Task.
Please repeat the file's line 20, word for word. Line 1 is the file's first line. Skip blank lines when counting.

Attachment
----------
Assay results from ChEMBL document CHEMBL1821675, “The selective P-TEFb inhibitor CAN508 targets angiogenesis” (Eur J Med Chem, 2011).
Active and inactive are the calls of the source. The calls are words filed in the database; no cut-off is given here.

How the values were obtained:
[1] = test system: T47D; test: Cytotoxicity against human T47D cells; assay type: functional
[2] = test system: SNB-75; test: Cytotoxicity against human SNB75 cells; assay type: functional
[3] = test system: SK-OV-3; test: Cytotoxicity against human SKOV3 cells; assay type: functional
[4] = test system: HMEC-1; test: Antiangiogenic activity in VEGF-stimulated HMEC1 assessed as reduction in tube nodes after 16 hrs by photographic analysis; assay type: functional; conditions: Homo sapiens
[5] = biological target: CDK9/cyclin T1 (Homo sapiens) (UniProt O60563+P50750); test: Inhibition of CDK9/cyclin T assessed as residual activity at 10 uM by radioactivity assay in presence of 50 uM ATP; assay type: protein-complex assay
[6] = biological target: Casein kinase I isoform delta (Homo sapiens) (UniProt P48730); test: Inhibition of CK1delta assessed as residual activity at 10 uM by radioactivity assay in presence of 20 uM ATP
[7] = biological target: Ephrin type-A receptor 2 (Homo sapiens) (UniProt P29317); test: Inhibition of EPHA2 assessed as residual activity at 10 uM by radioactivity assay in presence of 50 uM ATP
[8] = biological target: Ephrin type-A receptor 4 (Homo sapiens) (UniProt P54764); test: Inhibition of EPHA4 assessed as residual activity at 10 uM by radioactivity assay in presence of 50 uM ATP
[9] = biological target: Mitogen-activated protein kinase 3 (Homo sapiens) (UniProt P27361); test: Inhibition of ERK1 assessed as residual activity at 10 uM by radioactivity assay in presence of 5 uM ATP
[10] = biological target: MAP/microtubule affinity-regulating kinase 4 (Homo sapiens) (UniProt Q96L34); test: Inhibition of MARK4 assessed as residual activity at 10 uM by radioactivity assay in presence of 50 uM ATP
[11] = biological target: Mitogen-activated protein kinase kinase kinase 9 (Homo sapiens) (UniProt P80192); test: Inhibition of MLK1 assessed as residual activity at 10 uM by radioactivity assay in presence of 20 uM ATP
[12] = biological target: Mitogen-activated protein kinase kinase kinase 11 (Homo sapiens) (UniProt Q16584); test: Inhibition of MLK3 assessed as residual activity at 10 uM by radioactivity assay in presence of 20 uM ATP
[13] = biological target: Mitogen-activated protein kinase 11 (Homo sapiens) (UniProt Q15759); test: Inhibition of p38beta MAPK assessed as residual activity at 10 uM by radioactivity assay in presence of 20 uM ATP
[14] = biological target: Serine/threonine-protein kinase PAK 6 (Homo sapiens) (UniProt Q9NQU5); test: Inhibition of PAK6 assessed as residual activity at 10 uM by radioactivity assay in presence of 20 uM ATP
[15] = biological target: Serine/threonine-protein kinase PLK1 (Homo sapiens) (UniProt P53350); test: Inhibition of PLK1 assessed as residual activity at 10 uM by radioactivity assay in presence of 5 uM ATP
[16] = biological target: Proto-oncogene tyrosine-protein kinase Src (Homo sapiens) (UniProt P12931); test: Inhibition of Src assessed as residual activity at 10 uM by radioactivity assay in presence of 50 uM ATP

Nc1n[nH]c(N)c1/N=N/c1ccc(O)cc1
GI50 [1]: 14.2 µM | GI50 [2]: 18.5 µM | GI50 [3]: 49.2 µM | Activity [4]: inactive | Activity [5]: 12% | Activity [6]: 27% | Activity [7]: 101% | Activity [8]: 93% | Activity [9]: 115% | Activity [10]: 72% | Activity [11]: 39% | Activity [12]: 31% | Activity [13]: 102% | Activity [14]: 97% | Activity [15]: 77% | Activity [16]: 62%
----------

Nc1n[nH]c(N)c1/N=N/c1ccc(O)cc1